Dr M J C Brown MB,BS. M.B.C.S

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  • 4
    Matt Durcan wrote on 11th May 2017

    In fairness to the author, this piece is intended as a taster of what might be achieved, rather than a state of the NHS summary.

    1. Without great consideration, here's a link that might be of interest to Sabine:

    2. Tales like this where the patient takes ownership, control and technical responsibility for filling in the gaps in the system are saddening and maddening - not least because the majority of citizens do not have the resources to do so. I wonder quite frequently whether these inefficiencies are actually exploited to extend waiting times and control load, but delay costs money - admin effort, not to mention increased cost of duplicated effort, deferred treatment and patient distress. This is where a great deal of effort is focused today and I hope we can all agree on its general utility. But the NHS is a victim of its own success and simply enormous scale.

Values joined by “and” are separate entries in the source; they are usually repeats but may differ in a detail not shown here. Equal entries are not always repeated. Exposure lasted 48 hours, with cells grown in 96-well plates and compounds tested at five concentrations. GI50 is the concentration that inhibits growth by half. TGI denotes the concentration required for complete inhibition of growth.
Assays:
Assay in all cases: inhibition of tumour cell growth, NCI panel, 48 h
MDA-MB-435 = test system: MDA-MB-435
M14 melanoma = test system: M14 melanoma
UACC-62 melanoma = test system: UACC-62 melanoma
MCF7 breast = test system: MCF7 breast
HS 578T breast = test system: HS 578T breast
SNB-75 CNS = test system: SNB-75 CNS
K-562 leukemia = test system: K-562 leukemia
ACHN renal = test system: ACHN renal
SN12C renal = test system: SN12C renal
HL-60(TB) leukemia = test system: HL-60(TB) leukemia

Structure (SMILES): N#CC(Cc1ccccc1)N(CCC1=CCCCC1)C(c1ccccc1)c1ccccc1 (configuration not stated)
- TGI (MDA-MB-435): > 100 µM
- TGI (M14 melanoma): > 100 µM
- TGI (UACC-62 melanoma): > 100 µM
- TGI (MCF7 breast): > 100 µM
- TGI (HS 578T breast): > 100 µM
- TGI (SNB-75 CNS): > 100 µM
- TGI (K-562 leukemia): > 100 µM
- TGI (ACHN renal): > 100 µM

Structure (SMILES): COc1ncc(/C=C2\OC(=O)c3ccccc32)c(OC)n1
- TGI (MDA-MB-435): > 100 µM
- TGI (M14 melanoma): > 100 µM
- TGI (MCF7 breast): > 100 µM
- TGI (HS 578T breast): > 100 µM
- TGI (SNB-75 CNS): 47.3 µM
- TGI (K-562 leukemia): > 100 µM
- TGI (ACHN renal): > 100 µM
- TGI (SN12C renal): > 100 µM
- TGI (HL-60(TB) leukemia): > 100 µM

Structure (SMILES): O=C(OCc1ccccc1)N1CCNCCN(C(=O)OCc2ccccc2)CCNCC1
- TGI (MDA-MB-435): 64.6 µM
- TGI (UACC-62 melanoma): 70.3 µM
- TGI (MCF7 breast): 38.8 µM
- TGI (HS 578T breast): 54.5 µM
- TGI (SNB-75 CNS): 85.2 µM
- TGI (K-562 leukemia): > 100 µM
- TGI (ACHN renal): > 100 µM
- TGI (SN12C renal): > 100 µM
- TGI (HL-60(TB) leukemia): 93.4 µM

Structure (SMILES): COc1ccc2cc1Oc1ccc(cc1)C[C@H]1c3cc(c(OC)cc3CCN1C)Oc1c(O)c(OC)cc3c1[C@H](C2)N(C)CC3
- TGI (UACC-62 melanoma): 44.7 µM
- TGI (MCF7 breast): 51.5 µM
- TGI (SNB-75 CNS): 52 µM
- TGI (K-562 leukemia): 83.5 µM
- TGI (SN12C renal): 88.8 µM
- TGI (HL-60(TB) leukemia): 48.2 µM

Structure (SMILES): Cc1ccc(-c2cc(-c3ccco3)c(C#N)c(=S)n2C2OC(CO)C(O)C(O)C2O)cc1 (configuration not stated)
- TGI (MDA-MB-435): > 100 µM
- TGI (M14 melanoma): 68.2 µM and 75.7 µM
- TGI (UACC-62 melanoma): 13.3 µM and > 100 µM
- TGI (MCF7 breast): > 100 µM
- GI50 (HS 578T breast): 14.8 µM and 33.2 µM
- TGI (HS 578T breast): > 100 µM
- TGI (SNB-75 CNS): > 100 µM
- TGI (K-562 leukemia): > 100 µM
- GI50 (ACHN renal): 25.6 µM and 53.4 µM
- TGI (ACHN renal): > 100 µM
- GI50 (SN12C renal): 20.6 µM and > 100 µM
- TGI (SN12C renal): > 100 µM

3. I wonder whether after "a long time as a doctor" the 3rd contributor might feel that many of the tasks they undertake could be automated (get rid of the easy automatic bits so that skills can be concentrated) so that they can focus their training, skills and experience on the cases that really require medical judgement - rather than spreading thinly across all patient presentations. Of course how this is done requires Clinician input and validation - and I do hope they will volunteer for appropriate trials.... otherwise the IT team will relegate you to a role as Dr House!

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  • 5
    Keith wrote on 2nd Jun 2017

    Some interesting perspectives, especially the significant burden of long term and chronic disease treatment.
    From my own experience, as a technologist working alongside clinical teams (in a non-technical role), it is my experience that there is *nothing* in a clinical role that can be automated. No doctor acts on auto-pilot. Every consult, every decision has to be thought through, because every patient, no matter how routine, is different. Even the most mundane note taking requires care and remains a unique process for every patient.